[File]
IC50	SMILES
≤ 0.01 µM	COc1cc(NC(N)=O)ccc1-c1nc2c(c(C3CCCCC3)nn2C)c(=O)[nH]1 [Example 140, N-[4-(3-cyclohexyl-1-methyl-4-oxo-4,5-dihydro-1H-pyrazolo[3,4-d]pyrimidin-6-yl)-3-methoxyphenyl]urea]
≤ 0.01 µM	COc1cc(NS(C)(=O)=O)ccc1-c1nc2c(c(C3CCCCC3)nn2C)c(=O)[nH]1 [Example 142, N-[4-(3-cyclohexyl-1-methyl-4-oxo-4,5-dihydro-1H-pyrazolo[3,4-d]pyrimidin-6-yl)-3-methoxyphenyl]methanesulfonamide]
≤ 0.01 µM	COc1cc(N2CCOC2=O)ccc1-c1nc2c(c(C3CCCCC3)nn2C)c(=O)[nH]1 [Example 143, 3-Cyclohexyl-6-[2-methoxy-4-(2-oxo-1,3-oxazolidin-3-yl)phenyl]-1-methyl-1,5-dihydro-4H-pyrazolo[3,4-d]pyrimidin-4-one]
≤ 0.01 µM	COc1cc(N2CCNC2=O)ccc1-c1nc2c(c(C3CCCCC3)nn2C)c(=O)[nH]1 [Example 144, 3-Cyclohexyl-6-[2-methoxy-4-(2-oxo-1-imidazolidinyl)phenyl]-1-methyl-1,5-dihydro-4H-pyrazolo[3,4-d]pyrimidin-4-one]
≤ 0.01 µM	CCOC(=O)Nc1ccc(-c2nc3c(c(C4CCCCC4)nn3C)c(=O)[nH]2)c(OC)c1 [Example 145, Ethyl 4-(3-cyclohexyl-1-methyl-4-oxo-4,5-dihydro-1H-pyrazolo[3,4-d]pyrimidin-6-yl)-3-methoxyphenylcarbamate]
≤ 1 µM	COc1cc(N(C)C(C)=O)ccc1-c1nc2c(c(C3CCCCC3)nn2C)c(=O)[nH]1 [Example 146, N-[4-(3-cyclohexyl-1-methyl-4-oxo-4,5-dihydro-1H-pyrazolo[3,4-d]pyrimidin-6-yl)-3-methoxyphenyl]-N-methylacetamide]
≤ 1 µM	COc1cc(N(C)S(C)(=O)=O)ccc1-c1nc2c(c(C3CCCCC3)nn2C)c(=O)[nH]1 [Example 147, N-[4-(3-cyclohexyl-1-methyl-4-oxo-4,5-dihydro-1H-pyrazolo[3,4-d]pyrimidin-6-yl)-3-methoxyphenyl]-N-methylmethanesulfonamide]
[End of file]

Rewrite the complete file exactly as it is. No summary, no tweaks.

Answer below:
IC50	SMILES
≤ 0.01 µM	COc1cc(NC(N)=O)ccc1-c1nc2c(c(C3CCCCC3)nn2C)c(=O)[nH]1 [Example 140, N-[4-(3-cyclohexyl-1-methyl-4-oxo-4,5-dihydro-1H-pyrazolo[3,4-d]pyrimidin-6-yl)-3-methoxyphenyl]urea]
≤ 0.01 µM	COc1cc(NS(C)(=O)=O)ccc1-c1nc2c(c(C3CCCCC3)nn2C)c(=O)[nH]1 [Example 142, N-[4-(3-cyclohexyl-1-methyl-4-oxo-4,5-dihydro-1H-pyrazolo[3,4-d]pyrimidin-6-yl)-3-methoxyphenyl]methanesulfonamide]
≤ 0.01 µM	COc1cc(N2CCOC2=O)ccc1-c1nc2c(c(C3CCCCC3)nn2C)c(=O)[nH]1 [Example 143, 3-Cyclohexyl-6-[2-methoxy-4-(2-oxo-1,3-oxazolidin-3-yl)phenyl]-1-methyl-1,5-dihydro-4H-pyrazolo[3,4-d]pyrimidin-4-one]
≤ 0.01 µM	COc1cc(N2CCNC2=O)ccc1-c1nc2c(c(C3CCCCC3)nn2C)c(=O)[nH]1 [Example 144, 3-Cyclohexyl-6-[2-methoxy-4-(2-oxo-1-imidazolidinyl)phenyl]-1-methyl-1,5-dihydro-4H-pyrazolo[3,4-d]pyrimidin-4-one]
≤ 0.01 µM	CCOC(=O)Nc1ccc(-c2nc3c(c(C4CCCCC4)nn3C)c(=O)[nH]2)c(OC)c1 [Example 145, Ethyl 4-(3-cyclohexyl-1-methyl-4-oxo-4,5-dihydro-1H-pyrazolo[3,4-d]pyrimidin-6-yl)-3-methoxyphenylcarbamate]
≤ 1 µM	COc1cc(N(C)C(C)=O)ccc1-c1nc2c(c(C3CCCCC3)nn2C)c(=O)[nH]1 [Example 146, N-[4-(3-cyclohexyl-1-methyl-4-oxo-4,5-dihydro-1H-pyrazolo[3,4-d]pyrimidin-6-yl)-3-methoxyphenyl]-N-methylacetamide]
≤ 1 µM	COc1cc(N(C)S(C)(=O)=O)ccc1-c1nc2c(c(C3CCCCC3)nn2C)c(=O)[nH]1 [Example 147, N-[4-(3-cyclohexyl-1-methyl-4-oxo-4,5-dihydro-1H-pyrazolo[3,4-d]pyrimidin-6-yl)-3-methoxyphenyl]-N-methylmethanesulfonamide]